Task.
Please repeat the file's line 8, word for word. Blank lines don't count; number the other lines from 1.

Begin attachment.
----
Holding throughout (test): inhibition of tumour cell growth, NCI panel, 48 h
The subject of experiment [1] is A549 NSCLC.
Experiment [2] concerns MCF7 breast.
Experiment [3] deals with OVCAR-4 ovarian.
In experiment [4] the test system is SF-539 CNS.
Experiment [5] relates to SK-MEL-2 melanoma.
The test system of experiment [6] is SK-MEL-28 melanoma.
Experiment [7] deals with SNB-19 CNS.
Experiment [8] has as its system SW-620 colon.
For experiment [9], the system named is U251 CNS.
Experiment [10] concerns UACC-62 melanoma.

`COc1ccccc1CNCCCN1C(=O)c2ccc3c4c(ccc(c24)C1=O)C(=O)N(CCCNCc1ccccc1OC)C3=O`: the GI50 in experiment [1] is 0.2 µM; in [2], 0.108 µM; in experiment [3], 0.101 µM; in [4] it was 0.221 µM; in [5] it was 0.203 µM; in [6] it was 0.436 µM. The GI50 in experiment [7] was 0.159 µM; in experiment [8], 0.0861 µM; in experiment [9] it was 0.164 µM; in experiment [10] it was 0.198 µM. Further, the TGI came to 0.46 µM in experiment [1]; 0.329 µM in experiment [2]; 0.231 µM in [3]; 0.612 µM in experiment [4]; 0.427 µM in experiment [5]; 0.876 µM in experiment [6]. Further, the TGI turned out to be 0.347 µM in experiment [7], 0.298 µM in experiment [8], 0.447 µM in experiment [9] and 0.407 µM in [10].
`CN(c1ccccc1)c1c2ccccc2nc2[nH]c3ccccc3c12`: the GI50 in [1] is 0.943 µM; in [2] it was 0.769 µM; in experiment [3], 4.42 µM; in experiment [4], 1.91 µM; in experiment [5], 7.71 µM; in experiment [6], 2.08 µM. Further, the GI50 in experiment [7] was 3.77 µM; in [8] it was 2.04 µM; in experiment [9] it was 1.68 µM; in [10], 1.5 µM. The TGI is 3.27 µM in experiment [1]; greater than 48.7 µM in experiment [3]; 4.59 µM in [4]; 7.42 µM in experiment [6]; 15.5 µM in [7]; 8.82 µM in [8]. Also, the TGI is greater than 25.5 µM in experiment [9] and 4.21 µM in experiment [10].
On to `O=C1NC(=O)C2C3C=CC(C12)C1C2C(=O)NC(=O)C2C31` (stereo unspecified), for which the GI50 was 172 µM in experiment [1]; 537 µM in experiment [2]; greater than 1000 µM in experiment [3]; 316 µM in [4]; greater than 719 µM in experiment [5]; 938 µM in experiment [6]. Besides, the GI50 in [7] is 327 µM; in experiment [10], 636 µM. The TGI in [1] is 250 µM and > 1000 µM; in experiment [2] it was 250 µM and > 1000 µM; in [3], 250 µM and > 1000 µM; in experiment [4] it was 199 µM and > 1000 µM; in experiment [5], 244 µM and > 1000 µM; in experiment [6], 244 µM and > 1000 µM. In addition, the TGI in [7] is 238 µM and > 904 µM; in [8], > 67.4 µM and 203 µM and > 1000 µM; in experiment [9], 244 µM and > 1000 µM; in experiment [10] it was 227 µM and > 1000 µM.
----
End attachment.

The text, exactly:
Experiment [7] deals with SNB-19 CNS.